As important, pay attention as to how your first impression may prejudice you against someone else. They are fine when you like someone on first meeting; they are not so fine when the first meeting is negative.
Positive first impressions lead to social cohesion; negative first impressions lead to biases and social prejudice. It creates false impressions and can, for example, lead researchers to dismiss disconfirming information; businesses to become complacent; teachers to over- or underrate a student’s real performance; the police to wrongly identify suspects; banks to make careless loans.
If one takes on a dangerous and menacing demeanor I will assume that in that person's heart they choose to be dangerous and menacing.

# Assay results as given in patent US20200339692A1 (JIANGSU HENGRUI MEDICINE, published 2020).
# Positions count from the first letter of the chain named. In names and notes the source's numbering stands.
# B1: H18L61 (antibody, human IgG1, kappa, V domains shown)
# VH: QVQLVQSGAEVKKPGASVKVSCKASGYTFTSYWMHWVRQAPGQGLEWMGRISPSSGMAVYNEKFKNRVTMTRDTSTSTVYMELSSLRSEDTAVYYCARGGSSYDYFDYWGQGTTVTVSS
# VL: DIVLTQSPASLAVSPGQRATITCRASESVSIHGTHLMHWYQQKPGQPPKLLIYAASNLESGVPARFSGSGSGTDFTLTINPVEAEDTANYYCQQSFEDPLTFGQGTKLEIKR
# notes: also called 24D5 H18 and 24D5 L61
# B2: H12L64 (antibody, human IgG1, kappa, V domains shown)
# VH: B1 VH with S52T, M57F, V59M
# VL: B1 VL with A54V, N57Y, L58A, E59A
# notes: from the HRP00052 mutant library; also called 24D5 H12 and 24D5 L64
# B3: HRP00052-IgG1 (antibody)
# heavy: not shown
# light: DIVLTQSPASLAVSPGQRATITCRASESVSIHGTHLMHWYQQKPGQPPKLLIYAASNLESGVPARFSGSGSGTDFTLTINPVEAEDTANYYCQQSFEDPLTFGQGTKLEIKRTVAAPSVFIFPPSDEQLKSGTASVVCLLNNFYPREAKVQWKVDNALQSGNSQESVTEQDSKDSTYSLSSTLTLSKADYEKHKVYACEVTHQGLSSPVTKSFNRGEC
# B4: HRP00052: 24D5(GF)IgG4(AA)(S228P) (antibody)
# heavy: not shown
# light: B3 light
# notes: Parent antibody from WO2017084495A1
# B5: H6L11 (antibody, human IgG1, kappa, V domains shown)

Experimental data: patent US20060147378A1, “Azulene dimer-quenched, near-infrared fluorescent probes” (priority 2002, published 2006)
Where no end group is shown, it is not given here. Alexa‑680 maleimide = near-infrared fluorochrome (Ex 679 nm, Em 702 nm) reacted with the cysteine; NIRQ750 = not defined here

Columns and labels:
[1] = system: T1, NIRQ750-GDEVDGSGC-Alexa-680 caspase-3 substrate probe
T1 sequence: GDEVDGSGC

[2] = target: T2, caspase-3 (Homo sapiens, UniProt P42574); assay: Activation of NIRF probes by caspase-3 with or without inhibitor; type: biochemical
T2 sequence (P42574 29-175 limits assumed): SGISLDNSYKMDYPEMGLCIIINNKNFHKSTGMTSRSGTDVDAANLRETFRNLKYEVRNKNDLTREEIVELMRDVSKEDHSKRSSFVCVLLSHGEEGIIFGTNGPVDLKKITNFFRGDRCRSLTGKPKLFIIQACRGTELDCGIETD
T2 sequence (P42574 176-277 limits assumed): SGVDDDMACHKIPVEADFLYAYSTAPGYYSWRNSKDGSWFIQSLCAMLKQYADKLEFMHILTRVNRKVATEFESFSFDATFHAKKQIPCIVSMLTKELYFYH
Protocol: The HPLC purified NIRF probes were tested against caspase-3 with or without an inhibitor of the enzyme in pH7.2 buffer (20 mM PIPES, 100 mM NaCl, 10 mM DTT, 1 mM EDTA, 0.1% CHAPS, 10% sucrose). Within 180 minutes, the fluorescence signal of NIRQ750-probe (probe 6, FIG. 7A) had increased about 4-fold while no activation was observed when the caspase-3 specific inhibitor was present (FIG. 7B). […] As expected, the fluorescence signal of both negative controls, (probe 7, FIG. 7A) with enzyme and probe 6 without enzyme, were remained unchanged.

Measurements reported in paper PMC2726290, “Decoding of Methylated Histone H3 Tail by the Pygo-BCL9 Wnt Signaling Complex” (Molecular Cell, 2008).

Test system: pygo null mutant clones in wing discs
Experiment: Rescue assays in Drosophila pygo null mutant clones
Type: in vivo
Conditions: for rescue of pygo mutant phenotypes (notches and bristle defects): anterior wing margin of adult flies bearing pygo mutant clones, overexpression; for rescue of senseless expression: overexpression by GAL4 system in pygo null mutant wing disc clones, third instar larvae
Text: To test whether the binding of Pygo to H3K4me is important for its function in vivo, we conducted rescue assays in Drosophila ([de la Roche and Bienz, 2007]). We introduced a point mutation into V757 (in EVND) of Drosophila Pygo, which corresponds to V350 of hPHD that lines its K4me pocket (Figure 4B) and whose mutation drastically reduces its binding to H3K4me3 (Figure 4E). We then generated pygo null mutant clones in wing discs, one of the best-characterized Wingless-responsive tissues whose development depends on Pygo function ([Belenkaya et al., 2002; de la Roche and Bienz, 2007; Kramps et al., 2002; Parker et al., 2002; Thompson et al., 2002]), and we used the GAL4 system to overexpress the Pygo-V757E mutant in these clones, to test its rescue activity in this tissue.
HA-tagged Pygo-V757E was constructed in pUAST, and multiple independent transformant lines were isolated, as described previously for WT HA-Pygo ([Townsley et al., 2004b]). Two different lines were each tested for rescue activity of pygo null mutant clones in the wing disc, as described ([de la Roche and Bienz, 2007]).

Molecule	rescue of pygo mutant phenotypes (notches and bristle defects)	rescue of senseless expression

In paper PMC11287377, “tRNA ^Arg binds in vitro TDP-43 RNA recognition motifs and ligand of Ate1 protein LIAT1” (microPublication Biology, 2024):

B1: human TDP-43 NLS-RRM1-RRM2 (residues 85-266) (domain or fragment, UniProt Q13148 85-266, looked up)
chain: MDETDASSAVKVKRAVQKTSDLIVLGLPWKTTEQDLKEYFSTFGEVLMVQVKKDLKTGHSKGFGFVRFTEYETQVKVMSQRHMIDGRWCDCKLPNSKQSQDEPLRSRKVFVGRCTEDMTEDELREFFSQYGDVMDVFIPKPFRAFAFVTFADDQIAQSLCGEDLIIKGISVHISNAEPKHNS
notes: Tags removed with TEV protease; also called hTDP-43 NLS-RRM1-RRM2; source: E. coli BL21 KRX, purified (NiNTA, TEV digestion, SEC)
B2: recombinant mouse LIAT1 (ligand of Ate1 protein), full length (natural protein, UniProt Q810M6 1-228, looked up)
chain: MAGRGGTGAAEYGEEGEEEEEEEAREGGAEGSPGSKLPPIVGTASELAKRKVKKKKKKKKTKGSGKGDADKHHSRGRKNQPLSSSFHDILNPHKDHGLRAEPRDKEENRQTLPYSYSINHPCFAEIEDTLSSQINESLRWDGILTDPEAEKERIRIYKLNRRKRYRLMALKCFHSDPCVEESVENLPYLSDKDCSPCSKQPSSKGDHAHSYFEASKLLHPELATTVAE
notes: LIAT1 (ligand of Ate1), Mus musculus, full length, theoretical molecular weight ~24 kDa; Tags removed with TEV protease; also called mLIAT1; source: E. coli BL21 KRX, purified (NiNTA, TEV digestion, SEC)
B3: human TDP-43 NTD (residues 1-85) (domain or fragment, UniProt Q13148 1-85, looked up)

If one looks pleasant and pleasing I will accept that they will make an effort to be pleasant and pleasing.
The sequence that we encounter matters in how we judge subsequent information.
The exaggerated impact of first impressions is related to the halo effect, that phenomenon whereby the perception of positive qualities in one thing or part gives rise to the perception of similar qualities in related things or in the whole.
Most conclude that if she was good in one category (sociable), she will also be positive in another (generous).
The halo effect is powerful, but it questionable whether it matters much in long-term relationships, such as that between teacher and student.
If you had never seen or heard of Einstein, the first time you saw him your impression would most likely be negative.
Now his face is associated with genius, not madness because he is the person who has come to define what genius is.